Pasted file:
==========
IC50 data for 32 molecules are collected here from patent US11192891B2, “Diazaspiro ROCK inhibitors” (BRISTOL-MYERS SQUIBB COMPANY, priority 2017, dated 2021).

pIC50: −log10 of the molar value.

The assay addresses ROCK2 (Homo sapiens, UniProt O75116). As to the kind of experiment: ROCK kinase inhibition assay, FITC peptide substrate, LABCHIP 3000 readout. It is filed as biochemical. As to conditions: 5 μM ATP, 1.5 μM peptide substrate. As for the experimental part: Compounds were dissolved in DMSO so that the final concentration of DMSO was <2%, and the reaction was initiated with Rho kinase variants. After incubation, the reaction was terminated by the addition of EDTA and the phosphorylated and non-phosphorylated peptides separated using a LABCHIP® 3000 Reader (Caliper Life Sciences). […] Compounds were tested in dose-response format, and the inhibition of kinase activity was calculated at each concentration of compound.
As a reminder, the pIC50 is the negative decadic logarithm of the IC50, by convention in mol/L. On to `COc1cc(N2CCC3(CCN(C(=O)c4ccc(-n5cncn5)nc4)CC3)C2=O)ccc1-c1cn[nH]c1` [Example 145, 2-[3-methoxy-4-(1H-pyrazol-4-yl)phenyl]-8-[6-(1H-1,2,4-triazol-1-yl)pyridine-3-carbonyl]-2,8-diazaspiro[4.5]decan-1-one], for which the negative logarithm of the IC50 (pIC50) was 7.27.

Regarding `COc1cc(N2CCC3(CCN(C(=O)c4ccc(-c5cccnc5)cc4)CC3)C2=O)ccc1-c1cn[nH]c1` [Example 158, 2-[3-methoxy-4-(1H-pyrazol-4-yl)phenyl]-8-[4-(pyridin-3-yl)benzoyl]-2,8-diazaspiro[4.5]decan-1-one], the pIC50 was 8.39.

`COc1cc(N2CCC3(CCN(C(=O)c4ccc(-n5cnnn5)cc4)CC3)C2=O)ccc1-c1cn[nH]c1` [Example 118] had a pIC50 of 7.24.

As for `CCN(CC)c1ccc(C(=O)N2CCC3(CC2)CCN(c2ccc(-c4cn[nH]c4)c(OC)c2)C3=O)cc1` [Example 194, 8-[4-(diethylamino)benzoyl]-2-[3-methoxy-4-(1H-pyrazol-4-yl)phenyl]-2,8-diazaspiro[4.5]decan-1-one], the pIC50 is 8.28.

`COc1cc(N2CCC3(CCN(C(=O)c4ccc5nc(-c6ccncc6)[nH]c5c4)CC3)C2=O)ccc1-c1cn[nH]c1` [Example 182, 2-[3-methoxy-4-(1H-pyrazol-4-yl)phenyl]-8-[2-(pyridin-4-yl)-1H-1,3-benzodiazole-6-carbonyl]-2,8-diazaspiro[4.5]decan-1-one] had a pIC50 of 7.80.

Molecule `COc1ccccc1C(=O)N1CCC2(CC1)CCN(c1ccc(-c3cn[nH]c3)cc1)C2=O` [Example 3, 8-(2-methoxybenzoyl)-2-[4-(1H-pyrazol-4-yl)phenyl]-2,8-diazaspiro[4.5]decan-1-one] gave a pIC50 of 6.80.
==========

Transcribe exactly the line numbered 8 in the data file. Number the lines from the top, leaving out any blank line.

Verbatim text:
`COc1cc(N2CCC3(CCN(C(=O)c4ccc5nc(-c6ccncc6)[nH]c5c4)CC3)C2=O)ccc1-c1cn[nH]c1` [Example 182, 2-[3-methoxy-4-(1H-pyrazol-4-yl)phenyl]-8-[2-(pyridin-4-yl)-1H-1,3-benzodiazole-6-carbonyl]-2,8-diazaspiro[4.5]decan-1-one] had a pIC50 of 7.80.